SANTA PAULA, Calif. -- Howling Santa Ana winds pushed a wildfire from rural hills into parts of the Southern California city of Ventura overnight with explosive speed, destroying dozens of buildings and forcing thousands of people to evacuate.
By Tuesday morning, the fire had burned about 45,000 acres in 13 hours, and some homes were ablaze in the northern part of Ventura -- a city of more than 100,000 people along the Pacific coast.
The fast-moving fire forced sheriff's deputies to knock on doors to warn residents to evacuate in the dark. About 150 buildings had been destroyed by Tuesday morning.
On Ventura's northern edge, at least 10 homes and numerous palm trees were burning in one neighborhood, sending thick smoke and dangerous embers into the gusty air.
Evacuee Catherine Wastweet stood on a street and looked up to the foothills where her neighborhood was aflame.
"We live up there ... but we just don't know whether our house is burned down or not, because we can't even see through all of the smoke," she said.
The brush fire, called the Thomas Fire, was first reported at Steckel Park, just north of Santa Paula, around 6:30 p.m. Monday, according to the Ventura County Fire Department.
By early Tuesday, the fire was burning at a rate of nearly an acre per second. At that speed, it would have covered Manhattan's Central Park in about 15 minutes.
About 27,000 people were under mandatory evacuation in Ventura County as fire officials warned the powerful winds could push flames further into Ventura.
A dead animal was found at the site of a rollover car crash near the evacuation zone Monday night, Ventura fire officials said.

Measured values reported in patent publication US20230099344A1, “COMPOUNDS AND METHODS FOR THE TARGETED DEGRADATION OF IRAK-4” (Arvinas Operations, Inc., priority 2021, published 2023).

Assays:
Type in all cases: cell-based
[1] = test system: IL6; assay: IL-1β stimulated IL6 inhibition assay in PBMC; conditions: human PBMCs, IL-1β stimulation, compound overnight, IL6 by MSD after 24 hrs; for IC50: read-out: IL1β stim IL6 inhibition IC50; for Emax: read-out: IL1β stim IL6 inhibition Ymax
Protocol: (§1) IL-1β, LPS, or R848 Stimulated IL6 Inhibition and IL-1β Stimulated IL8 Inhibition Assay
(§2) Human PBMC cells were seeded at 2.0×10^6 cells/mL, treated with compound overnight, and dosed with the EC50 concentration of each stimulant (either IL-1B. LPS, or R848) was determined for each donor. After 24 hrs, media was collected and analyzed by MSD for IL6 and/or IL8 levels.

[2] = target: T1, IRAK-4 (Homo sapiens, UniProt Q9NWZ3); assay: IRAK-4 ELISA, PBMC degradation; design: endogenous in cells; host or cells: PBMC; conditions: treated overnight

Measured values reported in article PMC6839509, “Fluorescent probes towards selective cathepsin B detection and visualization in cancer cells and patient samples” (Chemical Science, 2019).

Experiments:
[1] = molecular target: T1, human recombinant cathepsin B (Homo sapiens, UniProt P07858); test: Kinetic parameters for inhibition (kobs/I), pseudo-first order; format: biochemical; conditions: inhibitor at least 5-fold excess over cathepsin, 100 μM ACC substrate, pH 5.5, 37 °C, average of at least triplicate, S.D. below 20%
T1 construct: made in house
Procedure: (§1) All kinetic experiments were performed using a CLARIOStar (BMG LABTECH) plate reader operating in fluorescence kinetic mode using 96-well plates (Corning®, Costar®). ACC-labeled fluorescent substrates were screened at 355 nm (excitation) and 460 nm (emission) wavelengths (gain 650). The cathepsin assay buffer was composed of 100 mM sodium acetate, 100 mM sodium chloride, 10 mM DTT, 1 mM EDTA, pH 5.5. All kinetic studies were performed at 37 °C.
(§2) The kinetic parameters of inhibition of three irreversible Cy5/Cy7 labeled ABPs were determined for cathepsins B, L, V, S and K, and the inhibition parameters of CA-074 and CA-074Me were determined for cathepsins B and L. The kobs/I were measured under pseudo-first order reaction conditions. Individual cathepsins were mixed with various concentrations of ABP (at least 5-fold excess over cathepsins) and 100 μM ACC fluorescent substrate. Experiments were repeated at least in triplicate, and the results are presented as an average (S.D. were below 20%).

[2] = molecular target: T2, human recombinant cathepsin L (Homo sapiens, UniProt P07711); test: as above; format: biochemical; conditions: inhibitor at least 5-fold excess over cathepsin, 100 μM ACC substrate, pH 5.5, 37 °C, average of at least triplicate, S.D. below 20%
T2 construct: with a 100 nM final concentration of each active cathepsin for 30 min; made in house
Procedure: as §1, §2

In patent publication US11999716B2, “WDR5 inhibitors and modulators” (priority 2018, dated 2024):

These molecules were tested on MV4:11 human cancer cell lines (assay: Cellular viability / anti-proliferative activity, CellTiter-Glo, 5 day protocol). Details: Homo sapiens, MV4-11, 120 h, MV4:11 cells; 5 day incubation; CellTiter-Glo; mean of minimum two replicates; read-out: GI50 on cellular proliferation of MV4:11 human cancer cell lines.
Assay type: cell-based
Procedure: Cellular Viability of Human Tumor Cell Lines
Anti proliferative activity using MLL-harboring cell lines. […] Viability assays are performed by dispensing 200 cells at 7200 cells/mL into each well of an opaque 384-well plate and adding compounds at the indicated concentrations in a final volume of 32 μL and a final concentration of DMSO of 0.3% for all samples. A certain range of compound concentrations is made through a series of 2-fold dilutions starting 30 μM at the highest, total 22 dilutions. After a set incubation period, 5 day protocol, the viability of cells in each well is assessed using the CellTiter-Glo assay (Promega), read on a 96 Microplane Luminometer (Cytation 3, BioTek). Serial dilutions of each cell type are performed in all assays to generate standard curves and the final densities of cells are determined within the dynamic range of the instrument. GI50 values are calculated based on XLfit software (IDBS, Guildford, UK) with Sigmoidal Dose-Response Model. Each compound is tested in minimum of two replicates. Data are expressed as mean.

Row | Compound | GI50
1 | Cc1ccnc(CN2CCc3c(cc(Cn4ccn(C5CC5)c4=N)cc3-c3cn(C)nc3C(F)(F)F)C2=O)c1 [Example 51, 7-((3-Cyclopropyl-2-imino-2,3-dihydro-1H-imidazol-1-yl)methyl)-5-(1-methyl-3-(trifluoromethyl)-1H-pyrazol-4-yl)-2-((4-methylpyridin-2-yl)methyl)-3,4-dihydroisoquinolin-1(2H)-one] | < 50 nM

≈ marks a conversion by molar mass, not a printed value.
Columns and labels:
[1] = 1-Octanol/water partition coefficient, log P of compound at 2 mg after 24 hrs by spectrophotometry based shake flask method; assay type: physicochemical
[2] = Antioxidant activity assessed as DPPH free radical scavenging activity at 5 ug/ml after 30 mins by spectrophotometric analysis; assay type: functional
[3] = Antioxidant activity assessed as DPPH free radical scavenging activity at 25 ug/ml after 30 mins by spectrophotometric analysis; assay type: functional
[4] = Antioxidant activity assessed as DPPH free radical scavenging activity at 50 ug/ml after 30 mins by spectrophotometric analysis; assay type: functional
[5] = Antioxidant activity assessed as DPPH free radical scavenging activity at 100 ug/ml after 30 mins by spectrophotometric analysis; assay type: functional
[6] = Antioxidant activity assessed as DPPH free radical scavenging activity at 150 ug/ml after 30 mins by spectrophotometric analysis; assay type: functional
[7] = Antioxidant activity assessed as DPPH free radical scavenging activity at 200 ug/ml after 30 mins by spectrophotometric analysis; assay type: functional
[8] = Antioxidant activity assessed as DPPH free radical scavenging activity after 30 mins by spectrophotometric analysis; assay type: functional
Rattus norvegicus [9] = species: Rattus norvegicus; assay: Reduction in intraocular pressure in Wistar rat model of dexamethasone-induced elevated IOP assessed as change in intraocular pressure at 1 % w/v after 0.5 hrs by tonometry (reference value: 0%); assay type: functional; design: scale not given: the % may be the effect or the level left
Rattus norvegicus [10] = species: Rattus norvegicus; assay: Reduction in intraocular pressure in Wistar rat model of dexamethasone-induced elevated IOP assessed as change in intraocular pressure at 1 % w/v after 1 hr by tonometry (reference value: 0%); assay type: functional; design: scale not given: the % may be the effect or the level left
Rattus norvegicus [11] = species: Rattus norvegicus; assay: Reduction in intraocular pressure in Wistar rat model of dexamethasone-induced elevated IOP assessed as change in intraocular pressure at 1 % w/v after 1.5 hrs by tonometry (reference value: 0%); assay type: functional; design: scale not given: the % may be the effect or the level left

Initially, authorities reported that a person had died there, but they later clarified that no human body had been found.
"The fire is still out of control and structures continue to be threatened throughout the fire area," the Ventura County Sheriff's Office said on a local emergency preparedness website.
"Due to the intensity of the fire, crews are having trouble making access, but there are multiple reports of structures on fire."
Within a few hours, the fire jumped to thousands of acres as Santa Ana winds, blowing as fast as 40 to 60 mph, carried its embers. The fire engulfed dry chaparral and climbed through steep terrain.
The fire also burned down power lines, at one point leaving more than 260,000 homes and businesses without power in Ventura County and neighboring Santa Barbara County, said Susan Cox, a spokeswoman for Southern California Edison.
By early Tuesday, power had been restored to all but 20,000 customers -- but more outages were possible because flames were burning along power transmission paths, Cox said.
As the fire spread, the nearby hills glowed a fiery orange as residents in Santa Paula threw a few of their belongings into cars to evacuate, according to video footage.
Because it was night and heavy winds were blowing, authorities couldn't immediately use air tankers and helicopters to help battle the wildfire.
About 1,000 firefighters are battling the blaze or heading to the area to help.